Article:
Yellowstone isn’t the only place in the Solar System to see some fantastic aqua explosions. The incredible active geysers and water volcanoes on the Saturnian moon Enceladus put Old Faithful to shame.
Enceladus is a small gray-white world coated in ice. Its surface is covered in vein-like pale blue lines called "tiger stripes". They mark the boundaries between enormous ice sheets that encase the planet and may hide a vast, deep ocean beneath.
Astronomers and astrobiologists, always on the lookout for promising signs of life, were caught by complete surprise. No one can explain how such a small celestial body (only 318 miles wide at its equator) can pump out so much water.
"Nobody has figured it out," says Andrew Dombard of Johns Hopkins University's Applied Physics Laboratory in Laurel, Md. "Enceladus has jumped to the top of astrobiologists' list for a mission."
Now NASA is sending Cassini back to the mysterious moon, to fly straight into a deep-space geyser close to the planet’s surface.
During a previous fly-over it was discovered that one geyser (sometimes jokingly referred to as Cold Faithful) pumps out about a ton of water every 8 seconds. But it’s not just water, it seems to be a mixture of life's building blocks — organic compounds such as methane, propane, acetylene and carbon dioxide, as well as nitrogen.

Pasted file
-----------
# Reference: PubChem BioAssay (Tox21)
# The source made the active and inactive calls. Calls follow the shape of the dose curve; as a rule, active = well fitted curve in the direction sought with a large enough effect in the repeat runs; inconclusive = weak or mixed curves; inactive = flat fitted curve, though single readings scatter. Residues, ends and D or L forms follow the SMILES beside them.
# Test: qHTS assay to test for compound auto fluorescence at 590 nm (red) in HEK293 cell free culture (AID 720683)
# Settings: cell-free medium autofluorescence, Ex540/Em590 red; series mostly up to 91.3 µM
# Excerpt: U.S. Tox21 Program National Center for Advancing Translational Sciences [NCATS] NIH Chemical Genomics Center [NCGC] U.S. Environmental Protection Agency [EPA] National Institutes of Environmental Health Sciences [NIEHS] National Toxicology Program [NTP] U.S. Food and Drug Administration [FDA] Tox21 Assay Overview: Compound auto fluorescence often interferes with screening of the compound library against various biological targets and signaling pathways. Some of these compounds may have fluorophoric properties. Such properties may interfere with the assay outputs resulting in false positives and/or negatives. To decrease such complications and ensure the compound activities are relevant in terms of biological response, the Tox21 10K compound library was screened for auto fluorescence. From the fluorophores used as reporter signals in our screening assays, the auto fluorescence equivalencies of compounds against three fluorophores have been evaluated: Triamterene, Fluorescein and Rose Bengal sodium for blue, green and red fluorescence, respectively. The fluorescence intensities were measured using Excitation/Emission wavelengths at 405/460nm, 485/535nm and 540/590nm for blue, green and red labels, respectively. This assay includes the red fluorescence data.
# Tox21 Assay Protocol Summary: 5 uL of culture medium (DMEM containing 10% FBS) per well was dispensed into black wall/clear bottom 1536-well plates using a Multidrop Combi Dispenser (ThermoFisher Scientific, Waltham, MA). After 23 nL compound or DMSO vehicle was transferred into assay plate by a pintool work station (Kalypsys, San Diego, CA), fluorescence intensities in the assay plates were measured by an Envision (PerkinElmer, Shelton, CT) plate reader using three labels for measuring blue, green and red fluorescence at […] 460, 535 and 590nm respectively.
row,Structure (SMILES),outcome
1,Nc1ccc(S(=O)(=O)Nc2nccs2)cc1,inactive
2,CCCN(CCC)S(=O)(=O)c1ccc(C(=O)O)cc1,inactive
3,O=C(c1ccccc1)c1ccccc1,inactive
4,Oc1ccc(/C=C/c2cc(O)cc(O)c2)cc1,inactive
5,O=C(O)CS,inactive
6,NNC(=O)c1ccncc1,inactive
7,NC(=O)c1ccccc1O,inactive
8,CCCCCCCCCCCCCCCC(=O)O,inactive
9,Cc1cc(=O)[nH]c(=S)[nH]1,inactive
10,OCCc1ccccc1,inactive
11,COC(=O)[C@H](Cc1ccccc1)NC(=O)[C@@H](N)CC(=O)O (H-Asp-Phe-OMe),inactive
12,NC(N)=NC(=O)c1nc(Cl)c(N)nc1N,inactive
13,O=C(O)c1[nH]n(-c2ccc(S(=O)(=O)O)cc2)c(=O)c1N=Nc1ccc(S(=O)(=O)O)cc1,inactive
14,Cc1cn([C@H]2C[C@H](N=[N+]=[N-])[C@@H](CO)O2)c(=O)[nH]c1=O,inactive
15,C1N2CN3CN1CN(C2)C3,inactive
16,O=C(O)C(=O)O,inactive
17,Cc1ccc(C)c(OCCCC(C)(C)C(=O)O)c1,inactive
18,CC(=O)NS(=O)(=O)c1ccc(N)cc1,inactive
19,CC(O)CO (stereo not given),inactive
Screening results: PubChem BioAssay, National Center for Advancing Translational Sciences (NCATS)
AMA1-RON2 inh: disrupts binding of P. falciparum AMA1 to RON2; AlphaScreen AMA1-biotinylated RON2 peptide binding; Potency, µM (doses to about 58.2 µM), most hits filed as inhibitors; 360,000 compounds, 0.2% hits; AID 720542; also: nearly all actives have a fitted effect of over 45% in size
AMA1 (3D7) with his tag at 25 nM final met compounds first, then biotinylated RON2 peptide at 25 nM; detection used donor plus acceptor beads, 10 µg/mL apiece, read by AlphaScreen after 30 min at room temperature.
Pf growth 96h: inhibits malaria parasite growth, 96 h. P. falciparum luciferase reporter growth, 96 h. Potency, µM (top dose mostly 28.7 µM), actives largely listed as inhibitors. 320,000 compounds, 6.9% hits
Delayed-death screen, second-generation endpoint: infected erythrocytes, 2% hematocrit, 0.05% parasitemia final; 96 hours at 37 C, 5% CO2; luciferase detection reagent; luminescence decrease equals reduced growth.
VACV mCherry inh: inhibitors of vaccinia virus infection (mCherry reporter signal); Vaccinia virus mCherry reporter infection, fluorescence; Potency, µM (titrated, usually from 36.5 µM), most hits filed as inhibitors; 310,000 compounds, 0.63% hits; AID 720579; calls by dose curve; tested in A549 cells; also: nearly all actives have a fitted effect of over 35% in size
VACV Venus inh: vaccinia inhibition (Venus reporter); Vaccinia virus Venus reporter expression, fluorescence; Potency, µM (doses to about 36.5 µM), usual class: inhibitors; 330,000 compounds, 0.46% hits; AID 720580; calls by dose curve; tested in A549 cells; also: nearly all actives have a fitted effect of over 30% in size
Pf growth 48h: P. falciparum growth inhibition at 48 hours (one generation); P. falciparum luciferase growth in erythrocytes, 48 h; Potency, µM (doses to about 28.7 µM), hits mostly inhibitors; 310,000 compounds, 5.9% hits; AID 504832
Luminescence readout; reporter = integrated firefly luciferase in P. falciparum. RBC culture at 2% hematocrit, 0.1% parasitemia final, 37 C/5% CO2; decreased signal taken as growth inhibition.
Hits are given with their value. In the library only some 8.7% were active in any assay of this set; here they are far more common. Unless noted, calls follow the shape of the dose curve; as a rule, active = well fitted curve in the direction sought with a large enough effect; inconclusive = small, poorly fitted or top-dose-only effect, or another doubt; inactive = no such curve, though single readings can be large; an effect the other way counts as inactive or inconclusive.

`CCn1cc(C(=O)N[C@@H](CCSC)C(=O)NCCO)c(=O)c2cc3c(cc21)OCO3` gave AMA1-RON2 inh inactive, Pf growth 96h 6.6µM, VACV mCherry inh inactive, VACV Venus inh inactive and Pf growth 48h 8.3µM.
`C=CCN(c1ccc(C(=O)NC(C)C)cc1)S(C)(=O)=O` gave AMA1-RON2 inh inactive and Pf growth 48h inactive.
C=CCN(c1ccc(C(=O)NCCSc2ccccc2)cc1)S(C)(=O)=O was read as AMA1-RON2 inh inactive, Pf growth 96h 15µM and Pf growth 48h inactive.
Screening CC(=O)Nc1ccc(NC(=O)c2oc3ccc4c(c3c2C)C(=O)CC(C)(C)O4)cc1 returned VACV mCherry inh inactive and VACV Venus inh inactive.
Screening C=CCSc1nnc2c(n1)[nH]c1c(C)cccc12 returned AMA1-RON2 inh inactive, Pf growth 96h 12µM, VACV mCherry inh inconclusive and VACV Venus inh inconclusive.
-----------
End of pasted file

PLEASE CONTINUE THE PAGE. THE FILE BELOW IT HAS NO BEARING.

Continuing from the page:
The rare occurrence of liquid water so near the surface raises new questions about the possibility of life in our Solar System—questions that NASA wants answers to.
Cassini imaging team leader Dr. Carolyn Porco said, "If we are right, we have significantly broadened the diversity of solar system environments where we might possibly have conditions suitable for living organisms."
Cassini’s upcoming deep-space shower is not without risk, but NASA says the opportunity is too good to pass up. Officials are fairly confident that the sturdy probe can pull it off.
"Cassini was never designed to fly this close, but we've just got to get in that plume and look at that material and see what it is and where it's coming from," said James Green, director of NASA's Planetary Division in Washington.
Cassini's geyser adventure is set for March 2008, when it will swing within 19 miles (30 kilometers) of Enceladus’ surface. The tight trajectory will move Cassini directly into an icy geyser.
Alan Stern, associate administrator for NASA's Science Mission Directorate in Washington, said that even though this will be a challenge for Cassini, he is also confident that the probe can pull the mission off.
"It's very exciting because it's something Cassini wasn't designed to do but should be able to do safely," Stern said.
Stern said they would be cautious with the spacecraft's more delicate instruments. They will be pointed away from the icy spray before entering the plume, leaving the particle analyzers safe to sniff out the geysers composition.
Green said NASA's Jet Propulsion Laboratory is currently analyzing the geyser's risk to Cassini and will be soon be submitting a formal assessment.
"We want to be able to safely do science [with Cassini], but push the limit," Green said.
Just the kind of adventurous spirit we space lovers crave!
Posted by Rebecca Sato